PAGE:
IRR, discount rate, and effective time preference are really the same thing as expressed in related domains.
That makes sense to me, but unfortunately I’m no closer to understanding the quoted passage. Some specific confusions:
What’s the link between death rate and time preference? My best guess is that declining life expectancy implies scarcity, but I also don’t get....
the link between scarcity and time preference? My best guess is that high time preference means people don’t put the work in to ensure sufficient future productive capacity, but that doesn’t help me understand the quote so I think I’m missing something.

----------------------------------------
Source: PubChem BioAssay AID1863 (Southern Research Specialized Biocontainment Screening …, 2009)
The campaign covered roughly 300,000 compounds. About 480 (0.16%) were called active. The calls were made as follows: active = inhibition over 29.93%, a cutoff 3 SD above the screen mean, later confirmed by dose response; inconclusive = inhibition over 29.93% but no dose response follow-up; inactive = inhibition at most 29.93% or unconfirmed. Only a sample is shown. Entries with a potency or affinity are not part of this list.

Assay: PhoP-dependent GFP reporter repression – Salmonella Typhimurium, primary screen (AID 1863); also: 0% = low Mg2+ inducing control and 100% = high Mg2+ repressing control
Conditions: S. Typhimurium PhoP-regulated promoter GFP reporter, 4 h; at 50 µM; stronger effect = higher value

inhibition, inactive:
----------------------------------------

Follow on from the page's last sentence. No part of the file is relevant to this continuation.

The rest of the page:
I get why emergency mobilization increases time preference, but not why high time preference is strong evidence of emergency mobilization (as opposed to other possible explanations)
Declining life expectancy suggests a general increase in scarcity. If the processes around you are trying to make things more scarce for you rather than less, then you’re in something more like a conflict relation than a trade relation to them, and delayed gratification is much less feasible in wartime or other emergencies where you’re likely to die if you don’t get something done NOW.
What are the competing explanations for high time preference?
A better way to phrase my confusion: How do we know the current time preference is higher than what we would see in a society that was genuinely at peace?
The competing explanations I was thinking of were along the lines of “we instinctively prefer having stuff now to having stuff later”